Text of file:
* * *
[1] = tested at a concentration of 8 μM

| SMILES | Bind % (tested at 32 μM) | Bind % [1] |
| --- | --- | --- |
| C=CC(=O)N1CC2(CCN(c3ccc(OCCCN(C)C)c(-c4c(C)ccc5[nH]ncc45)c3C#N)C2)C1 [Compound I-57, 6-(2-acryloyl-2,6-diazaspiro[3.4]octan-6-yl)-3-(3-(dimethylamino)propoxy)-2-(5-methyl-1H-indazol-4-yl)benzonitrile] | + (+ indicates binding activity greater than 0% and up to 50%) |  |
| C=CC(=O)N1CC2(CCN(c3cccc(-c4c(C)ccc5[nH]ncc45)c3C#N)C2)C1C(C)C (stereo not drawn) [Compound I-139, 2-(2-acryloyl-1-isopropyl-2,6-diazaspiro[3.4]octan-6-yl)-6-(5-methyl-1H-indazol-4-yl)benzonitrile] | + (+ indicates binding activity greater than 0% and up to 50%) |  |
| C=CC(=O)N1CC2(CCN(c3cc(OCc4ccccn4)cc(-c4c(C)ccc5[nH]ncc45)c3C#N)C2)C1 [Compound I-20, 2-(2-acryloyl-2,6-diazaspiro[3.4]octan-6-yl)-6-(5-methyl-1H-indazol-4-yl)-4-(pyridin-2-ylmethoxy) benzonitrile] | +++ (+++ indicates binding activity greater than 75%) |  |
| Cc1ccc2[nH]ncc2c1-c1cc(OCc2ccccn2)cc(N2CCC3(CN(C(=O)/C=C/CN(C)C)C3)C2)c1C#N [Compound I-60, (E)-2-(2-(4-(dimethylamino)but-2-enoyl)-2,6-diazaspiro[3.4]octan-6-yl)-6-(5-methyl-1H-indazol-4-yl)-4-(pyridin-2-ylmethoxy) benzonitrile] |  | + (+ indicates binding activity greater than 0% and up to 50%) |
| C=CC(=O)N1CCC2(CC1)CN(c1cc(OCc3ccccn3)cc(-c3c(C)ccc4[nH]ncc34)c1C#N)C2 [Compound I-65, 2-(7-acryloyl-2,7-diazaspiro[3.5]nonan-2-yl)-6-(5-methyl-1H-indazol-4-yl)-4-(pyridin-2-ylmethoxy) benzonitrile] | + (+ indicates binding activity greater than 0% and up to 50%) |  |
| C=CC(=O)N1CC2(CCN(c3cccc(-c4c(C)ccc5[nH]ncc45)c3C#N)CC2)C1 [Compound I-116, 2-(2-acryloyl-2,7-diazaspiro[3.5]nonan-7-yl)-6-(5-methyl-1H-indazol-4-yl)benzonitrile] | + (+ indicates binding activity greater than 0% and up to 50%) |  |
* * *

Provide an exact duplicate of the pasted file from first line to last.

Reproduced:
[1] = tested at a concentration of 8 μM

| SMILES | Bind % (tested at 32 μM) | Bind % [1] |
| --- | --- | --- |
| C=CC(=O)N1CC2(CCN(c3ccc(OCCCN(C)C)c(-c4c(C)ccc5[nH]ncc45)c3C#N)C2)C1 [Compound I-57, 6-(2-acryloyl-2,6-diazaspiro[3.4]octan-6-yl)-3-(3-(dimethylamino)propoxy)-2-(5-methyl-1H-indazol-4-yl)benzonitrile] | + (+ indicates binding activity greater than 0% and up to 50%) |  |
| C=CC(=O)N1CC2(CCN(c3cccc(-c4c(C)ccc5[nH]ncc45)c3C#N)C2)C1C(C)C (stereo not drawn) [Compound I-139, 2-(2-acryloyl-1-isopropyl-2,6-diazaspiro[3.4]octan-6-yl)-6-(5-methyl-1H-indazol-4-yl)benzonitrile] | + (+ indicates binding activity greater than 0% and up to 50%) |  |
| C=CC(=O)N1CC2(CCN(c3cc(OCc4ccccn4)cc(-c4c(C)ccc5[nH]ncc45)c3C#N)C2)C1 [Compound I-20, 2-(2-acryloyl-2,6-diazaspiro[3.4]octan-6-yl)-6-(5-methyl-1H-indazol-4-yl)-4-(pyridin-2-ylmethoxy) benzonitrile] | +++ (+++ indicates binding activity greater than 75%) |  |
| Cc1ccc2[nH]ncc2c1-c1cc(OCc2ccccn2)cc(N2CCC3(CN(C(=O)/C=C/CN(C)C)C3)C2)c1C#N [Compound I-60, (E)-2-(2-(4-(dimethylamino)but-2-enoyl)-2,6-diazaspiro[3.4]octan-6-yl)-6-(5-methyl-1H-indazol-4-yl)-4-(pyridin-2-ylmethoxy) benzonitrile] |  | + (+ indicates binding activity greater than 0% and up to 50%) |
| C=CC(=O)N1CCC2(CC1)CN(c1cc(OCc3ccccn3)cc(-c3c(C)ccc4[nH]ncc34)c1C#N)C2 [Compound I-65, 2-(7-acryloyl-2,7-diazaspiro[3.5]nonan-2-yl)-6-(5-methyl-1H-indazol-4-yl)-4-(pyridin-2-ylmethoxy) benzonitrile] | + (+ indicates binding activity greater than 0% and up to 50%) |  |
| C=CC(=O)N1CC2(CCN(c3cccc(-c4c(C)ccc5[nH]ncc45)c3C#N)CC2)C1 [Compound I-116, 2-(2-acryloyl-2,7-diazaspiro[3.5]nonan-7-yl)-6-(5-methyl-1H-indazol-4-yl)benzonitrile] | + (+ indicates binding activity greater than 0% and up to 50%) |  |